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Founder and CEO of Idea Grove, a unified PR and marketing agency, and author of the upcoming book “Trust Signals: The New PR.”
First impressions are so important — your brand may only have a few moments to build trust with your potential customers. If you’re a brick-and-mortar retailer, you might nail it by having knowledgeable sales staff on the floor and a cheery greeter at the entrance.
For online retailers, that trust can be built (or lost) the minute people land on your website. There are myriad reasons that customers abandon your site, including slow load times, bad design, tedious checkout processes — the list goes on. But one reason sits in their gut: lack of trust.
One way you can immediately prove your website’s trustworthiness to a potential buyer is to put confidence builders known as “trust badges” front and center. These badges can play a huge role in building trust in your website. My agency has built scores of websites over the years, and we’ve consistently seen improvement in engagement and sales with an increased focus on these trust signals — this is especially the case with e-commerce sites.
The Granddaddy Of Trust Badges
Let’s start with one of the oldest trust badges out there: the TRUSTe seal. Did you know that the TRUSTe seal has been around for more than 20 years? A true trailblazer when it comes to online privacy, it started in the early days of e-commerce as a way to reassure website visitors that privacy policies met the highest standards of data governance.
Back in the old days of the web, it was a bit like the Wild West. Today, we’re used to government intervention, such as the EU’s General Data Protection Regulation (GDPR) and the California Consumer Privacy Act (CCPA), which have resulted in better online security. TRUSTe, while not quite as influential as it once was, is still a widely respected indicator that your business and website can be trusted by online visitors.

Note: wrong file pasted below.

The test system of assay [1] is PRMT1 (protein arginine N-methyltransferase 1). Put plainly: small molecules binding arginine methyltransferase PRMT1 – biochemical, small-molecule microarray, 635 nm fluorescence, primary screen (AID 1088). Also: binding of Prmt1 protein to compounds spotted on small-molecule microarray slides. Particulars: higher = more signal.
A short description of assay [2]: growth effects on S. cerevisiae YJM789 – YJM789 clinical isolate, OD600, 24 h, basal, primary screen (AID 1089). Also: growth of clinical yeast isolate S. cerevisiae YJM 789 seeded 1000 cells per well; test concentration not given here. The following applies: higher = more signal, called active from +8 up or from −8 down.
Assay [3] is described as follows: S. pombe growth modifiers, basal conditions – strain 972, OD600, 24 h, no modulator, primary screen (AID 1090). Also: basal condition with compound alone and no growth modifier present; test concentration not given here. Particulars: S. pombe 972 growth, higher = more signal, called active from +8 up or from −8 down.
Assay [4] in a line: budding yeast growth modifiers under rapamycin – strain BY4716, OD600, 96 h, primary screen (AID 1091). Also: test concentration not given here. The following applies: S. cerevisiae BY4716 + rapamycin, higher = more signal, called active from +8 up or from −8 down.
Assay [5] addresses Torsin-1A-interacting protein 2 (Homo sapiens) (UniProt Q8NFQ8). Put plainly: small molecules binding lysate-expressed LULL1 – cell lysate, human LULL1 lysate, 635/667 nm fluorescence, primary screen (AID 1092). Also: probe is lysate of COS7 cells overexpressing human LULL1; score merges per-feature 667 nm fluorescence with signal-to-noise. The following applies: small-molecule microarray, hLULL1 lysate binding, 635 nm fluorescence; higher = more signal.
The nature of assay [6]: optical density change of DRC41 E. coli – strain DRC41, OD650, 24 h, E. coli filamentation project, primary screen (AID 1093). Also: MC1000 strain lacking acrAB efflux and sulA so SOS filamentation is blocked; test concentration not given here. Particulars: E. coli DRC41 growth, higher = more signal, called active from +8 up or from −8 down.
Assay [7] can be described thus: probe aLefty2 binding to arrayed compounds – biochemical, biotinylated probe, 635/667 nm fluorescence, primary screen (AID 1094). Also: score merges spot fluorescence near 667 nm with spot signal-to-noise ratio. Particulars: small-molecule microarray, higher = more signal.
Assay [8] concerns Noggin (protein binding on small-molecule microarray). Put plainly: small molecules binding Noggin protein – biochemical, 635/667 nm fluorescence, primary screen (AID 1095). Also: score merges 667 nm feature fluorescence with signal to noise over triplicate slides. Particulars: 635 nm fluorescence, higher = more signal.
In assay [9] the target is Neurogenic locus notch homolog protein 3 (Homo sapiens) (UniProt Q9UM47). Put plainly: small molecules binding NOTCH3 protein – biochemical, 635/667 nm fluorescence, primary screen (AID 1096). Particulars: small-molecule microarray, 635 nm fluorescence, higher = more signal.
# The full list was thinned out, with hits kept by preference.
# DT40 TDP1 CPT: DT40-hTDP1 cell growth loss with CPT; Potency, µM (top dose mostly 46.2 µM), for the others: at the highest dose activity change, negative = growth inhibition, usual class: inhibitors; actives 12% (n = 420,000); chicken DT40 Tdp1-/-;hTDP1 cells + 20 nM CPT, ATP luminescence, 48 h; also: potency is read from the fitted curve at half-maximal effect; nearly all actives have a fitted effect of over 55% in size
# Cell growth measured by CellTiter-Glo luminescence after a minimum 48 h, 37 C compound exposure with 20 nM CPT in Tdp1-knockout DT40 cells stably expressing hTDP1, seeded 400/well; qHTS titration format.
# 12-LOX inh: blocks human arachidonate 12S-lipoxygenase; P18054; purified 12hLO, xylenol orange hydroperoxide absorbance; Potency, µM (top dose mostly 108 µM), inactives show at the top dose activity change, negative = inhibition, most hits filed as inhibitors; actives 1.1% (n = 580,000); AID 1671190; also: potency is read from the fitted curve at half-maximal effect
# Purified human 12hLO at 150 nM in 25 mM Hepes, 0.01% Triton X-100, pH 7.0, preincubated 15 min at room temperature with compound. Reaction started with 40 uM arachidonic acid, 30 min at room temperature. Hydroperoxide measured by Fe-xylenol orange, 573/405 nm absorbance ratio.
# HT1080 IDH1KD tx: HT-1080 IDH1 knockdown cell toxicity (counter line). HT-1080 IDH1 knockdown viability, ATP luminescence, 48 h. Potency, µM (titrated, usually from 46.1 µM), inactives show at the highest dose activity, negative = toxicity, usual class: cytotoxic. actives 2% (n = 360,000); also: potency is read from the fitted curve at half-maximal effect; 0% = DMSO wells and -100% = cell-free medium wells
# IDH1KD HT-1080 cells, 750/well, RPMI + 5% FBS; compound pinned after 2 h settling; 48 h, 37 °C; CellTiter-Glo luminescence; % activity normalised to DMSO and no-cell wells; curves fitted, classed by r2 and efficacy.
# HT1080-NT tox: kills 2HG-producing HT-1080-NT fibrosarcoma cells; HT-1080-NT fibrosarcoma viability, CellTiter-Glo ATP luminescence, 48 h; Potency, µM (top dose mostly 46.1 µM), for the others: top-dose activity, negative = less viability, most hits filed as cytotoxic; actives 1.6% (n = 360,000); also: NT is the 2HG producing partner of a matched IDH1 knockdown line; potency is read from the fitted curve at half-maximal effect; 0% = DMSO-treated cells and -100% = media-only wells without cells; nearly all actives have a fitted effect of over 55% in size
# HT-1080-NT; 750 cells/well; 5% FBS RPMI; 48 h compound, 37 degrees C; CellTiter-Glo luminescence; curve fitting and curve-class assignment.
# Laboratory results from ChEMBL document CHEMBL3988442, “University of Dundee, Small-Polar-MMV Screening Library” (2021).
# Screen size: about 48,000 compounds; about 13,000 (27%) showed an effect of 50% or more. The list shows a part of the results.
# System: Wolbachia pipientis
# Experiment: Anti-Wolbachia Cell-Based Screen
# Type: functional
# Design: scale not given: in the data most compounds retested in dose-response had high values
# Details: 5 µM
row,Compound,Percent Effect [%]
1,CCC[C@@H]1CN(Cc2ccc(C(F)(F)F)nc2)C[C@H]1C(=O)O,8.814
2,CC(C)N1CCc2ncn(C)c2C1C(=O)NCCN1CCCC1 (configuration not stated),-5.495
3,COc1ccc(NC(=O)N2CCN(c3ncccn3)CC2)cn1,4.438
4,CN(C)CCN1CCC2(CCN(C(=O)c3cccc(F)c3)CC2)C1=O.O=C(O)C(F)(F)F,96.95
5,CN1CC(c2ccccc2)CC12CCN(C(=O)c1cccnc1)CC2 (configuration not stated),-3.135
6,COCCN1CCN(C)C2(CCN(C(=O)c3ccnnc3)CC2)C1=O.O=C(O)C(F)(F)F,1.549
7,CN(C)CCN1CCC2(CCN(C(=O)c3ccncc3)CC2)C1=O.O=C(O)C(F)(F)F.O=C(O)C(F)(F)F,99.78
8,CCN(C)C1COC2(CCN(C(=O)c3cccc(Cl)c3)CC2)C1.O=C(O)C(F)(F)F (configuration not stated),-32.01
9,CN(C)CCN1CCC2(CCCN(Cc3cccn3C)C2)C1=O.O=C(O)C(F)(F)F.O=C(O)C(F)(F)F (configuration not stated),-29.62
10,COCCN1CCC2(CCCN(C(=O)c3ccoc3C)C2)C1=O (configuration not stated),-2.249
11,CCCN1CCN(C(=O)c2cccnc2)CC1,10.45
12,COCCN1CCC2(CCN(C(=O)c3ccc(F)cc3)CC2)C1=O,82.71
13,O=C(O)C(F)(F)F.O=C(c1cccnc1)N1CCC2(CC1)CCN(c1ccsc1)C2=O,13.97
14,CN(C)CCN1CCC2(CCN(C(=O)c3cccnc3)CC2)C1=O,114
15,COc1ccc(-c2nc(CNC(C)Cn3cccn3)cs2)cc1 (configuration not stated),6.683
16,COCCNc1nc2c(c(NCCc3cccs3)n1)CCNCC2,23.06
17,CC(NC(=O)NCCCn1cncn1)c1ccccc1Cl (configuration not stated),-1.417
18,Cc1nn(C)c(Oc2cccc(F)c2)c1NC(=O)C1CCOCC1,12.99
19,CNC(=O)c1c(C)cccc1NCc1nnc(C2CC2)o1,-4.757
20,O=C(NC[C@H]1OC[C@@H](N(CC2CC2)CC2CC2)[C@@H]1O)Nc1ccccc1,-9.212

Security badges can have a big impact on your bottom line. According to eMarketer, e-commerce retail sales will soar to more than $700 billion this year. Most online shoppers prefer to pay using credit cards, and they want to ensure their information is safe.
Perhaps the most ubiquitous security badge today is the Norton seal. According to DigiCert, which powers the Norton seal, it’s “seen almost 100 million times per day by consumers in 170 countries.” Badges like the Norton seal promise that a website’s checkout process is safe and secure. Instilling this kind of confidence in your business can help increase conversions and decrease abandoned shopping carts.
You can get a security badge from companies like DigiCert, McAfee and other providers. Most e-commerce platforms, such as Shopify, also provide security badges.
Familiar Payment Badges
Familiar payment badges, such as PayPal, Visa and Mastercard, can help create trust as well. Familiarity makes people feel secure, especially when it comes to providing sensitive personal and/or financial information.
Visa also offers the Visa Secure program, which helps protect consumers from fraud. Having a Visa Secure badge on your site can help level up your trust signals.
Other Types Of Trust Badges
There are many other kinds of trust badges, and where you can, I recommend adopting them all:
• Free shipping and delivery (if possible) to secure sales when those extra costs are considered too high.
• Express checkout to avoid people abandoning shopping carts because they have to create an account.
• Fast shipping and delivery for those worried about slow shipping times.
• A money-back guarantee to help people trust your products and services.
• Third-party endorsement and accreditation badges from entities like the Better Business Bureau.
For each of these badge types, with the exception of the third-party badges, you can simply design the badges yourself or download coordinated sets from stock photo sites like Shutterstock.
One last tip: Make sure any trust badges you use are well-designed and match your branding. If trust badges are clunky and junky looking, they won’t inspire trust so much as make people suspicious of their legitimacy, and your own trustworthiness.
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